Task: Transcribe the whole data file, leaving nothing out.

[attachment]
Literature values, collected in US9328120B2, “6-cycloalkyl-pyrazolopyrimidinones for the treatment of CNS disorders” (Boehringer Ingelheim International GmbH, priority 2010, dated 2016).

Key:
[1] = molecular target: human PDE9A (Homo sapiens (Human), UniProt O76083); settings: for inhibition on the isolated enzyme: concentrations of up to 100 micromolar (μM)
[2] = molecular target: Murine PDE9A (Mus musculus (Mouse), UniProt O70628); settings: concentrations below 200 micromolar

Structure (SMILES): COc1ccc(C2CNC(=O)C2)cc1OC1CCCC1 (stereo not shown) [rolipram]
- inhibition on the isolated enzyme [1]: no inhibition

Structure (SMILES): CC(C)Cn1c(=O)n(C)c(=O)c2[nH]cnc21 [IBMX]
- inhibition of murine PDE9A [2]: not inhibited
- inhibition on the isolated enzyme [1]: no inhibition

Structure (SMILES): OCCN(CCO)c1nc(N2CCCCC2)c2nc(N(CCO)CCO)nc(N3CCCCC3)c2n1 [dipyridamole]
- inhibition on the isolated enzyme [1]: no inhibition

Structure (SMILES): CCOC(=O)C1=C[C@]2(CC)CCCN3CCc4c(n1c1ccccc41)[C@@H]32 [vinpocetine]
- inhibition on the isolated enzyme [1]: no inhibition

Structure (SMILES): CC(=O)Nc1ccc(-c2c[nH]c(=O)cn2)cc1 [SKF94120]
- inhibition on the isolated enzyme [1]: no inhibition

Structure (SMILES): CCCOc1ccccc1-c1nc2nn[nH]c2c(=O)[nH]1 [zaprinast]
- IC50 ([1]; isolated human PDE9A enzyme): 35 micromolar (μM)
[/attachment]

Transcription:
Literature values, collected in US9328120B2, “6-cycloalkyl-pyrazolopyrimidinones for the treatment of CNS disorders” (Boehringer Ingelheim International GmbH, priority 2010, dated 2016).

Key:
[1] = molecular target: human PDE9A (Homo sapiens (Human), UniProt O76083); settings: for inhibition on the isolated enzyme: concentrations of up to 100 micromolar (μM)
[2] = molecular target: Murine PDE9A (Mus musculus (Mouse), UniProt O70628); settings: concentrations below 200 micromolar

Structure (SMILES): COc1ccc(C2CNC(=O)C2)cc1OC1CCCC1 (stereo not shown) [rolipram]
- inhibition on the isolated enzyme [1]: no inhibition

Structure (SMILES): CC(C)Cn1c(=O)n(C)c(=O)c2[nH]cnc21 [IBMX]
- inhibition of murine PDE9A [2]: not inhibited
- inhibition on the isolated enzyme [1]: no inhibition

Structure (SMILES): OCCN(CCO)c1nc(N2CCCCC2)c2nc(N(CCO)CCO)nc(N3CCCCC3)c2n1 [dipyridamole]
- inhibition on the isolated enzyme [1]: no inhibition

Structure (SMILES): CCOC(=O)C1=C[C@]2(CC)CCCN3CCc4c(n1c1ccccc41)[C@@H]32 [vinpocetine]
- inhibition on the isolated enzyme [1]: no inhibition

Structure (SMILES): CC(=O)Nc1ccc(-c2c[nH]c(=O)cn2)cc1 [SKF94120]
- inhibition on the isolated enzyme [1]: no inhibition

Structure (SMILES): CCCOc1ccccc1-c1nc2nn[nH]c2c(=O)[nH]1 [zaprinast]
- IC50 ([1]; isolated human PDE9A enzyme): 35 micromolar (μM)